Epilepsy can appear at any time and in any person, even in a newborn. A brain damage prenatal crisis may produce seizures in the first few minutes of life of a baby, although the absence of oxygen in the brain is usually one of the most frequent causes of perinatal seizures .
According to the Educational Foundation and the International Epilepsy Program, other risk factors that can cause brain damage in the child are: the large dimension of the fetus (macrosomia), pelvic narrowing of the mother, umbilical cord tangled around the neck , detachment of the placenta, application of forceps and prematurity of the newborn.
A premature baby is more predisposed to inadequate oxygenation at birth and during the first days of life. In the opinion of the experts, "the combined immaturity of the lungs and, especially, of the cerebral system of initiation and maintenance of ventilation (respiration), are enhanced to increase various forms of brain damage. On the other hand, premature babies have a high probability of suffering brain bleeding that can have fatal consequences or lead to a neurological injury severe This will lead to cerebral palsy and / or catastrophic epilepsy. "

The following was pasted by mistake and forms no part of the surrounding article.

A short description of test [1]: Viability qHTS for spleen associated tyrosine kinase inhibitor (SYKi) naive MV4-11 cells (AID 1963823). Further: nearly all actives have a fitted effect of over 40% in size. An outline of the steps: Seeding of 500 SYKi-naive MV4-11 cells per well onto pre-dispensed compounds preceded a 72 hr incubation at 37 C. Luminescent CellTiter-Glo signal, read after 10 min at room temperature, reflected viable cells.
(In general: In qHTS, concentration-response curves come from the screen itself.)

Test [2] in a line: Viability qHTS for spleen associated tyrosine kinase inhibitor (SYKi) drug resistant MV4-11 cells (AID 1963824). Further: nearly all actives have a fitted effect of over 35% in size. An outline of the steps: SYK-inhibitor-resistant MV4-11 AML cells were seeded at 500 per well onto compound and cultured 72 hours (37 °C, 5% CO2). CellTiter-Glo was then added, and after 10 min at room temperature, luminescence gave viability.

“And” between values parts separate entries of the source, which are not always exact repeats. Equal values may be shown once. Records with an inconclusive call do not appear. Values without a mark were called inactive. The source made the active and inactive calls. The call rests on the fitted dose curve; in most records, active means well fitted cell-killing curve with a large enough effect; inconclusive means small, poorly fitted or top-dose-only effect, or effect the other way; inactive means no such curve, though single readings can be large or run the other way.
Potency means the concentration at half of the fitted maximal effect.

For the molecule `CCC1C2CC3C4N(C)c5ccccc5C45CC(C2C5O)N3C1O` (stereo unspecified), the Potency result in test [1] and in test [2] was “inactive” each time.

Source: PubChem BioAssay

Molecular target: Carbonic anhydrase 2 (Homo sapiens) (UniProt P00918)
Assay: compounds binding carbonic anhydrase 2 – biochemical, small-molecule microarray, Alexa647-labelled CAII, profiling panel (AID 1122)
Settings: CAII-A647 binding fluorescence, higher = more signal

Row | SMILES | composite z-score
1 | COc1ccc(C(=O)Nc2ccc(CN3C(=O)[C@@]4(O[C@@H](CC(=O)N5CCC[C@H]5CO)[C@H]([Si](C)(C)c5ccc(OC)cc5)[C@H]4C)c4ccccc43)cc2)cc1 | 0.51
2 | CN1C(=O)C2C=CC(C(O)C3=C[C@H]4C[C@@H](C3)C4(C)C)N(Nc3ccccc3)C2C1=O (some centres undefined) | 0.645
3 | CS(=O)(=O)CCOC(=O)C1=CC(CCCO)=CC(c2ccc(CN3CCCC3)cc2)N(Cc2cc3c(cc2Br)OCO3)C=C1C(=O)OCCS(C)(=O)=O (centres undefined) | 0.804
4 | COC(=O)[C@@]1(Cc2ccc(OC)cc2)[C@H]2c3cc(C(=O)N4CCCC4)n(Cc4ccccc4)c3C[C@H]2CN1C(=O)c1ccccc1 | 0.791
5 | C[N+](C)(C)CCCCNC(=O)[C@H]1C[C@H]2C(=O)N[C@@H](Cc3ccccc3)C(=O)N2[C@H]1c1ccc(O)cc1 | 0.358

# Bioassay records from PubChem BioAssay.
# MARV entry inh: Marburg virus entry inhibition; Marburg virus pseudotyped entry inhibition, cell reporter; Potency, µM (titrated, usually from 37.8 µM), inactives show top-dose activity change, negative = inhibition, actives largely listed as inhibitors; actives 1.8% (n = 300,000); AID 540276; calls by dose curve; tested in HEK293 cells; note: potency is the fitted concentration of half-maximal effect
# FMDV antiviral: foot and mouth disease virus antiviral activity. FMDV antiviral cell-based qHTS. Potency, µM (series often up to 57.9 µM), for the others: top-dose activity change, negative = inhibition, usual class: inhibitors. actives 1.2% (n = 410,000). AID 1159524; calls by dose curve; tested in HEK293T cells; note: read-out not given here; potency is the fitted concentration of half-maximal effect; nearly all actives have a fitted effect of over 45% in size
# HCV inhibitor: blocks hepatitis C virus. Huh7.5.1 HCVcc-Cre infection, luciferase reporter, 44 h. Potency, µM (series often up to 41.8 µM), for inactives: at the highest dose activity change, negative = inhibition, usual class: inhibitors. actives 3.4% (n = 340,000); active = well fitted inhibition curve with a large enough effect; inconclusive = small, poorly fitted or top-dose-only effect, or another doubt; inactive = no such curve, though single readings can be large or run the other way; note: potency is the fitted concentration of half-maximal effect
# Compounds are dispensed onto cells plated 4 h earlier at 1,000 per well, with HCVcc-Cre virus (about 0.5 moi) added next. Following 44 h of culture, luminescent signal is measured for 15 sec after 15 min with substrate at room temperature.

According to researchers at the National Institute of Neurological Disorders and Stroke in the United States, the developing brain is vulnerable to many types of injuries. The maternal infections , poor nutrition and lack of oxygen are some of the conditions that can affect the brain of a newborn .
About 20% of epileptic seizures in children are due to cerebral palsy or other neurological abnormalities. Abnormalities in the genes that control development can also contribute to the onset of epilepsy. Advanced imaging techniques of the brain have revealed that some cases of epilepsy that occur without apparent cause may be associated with areas of epilepsy. dysplasia in the brain that probably occurred before birth.
Even though epilepsy has no cure , the disease usually disappears in some people. One study found that children with idiopathic epilepsy or epilepsy of unknown cause had between 68% and 92% chance of do not suffer seizures 20 years after being diagnosed. The chances of being free from epileptic seizures are not as good for adults or for children with severe epileptic syndromes; however, it is possible that epileptic seizures may diminish or even stop over time. This is more likely to happen if the epilepsy has been well controlled with medication or if the person has had surgery to treat the disease.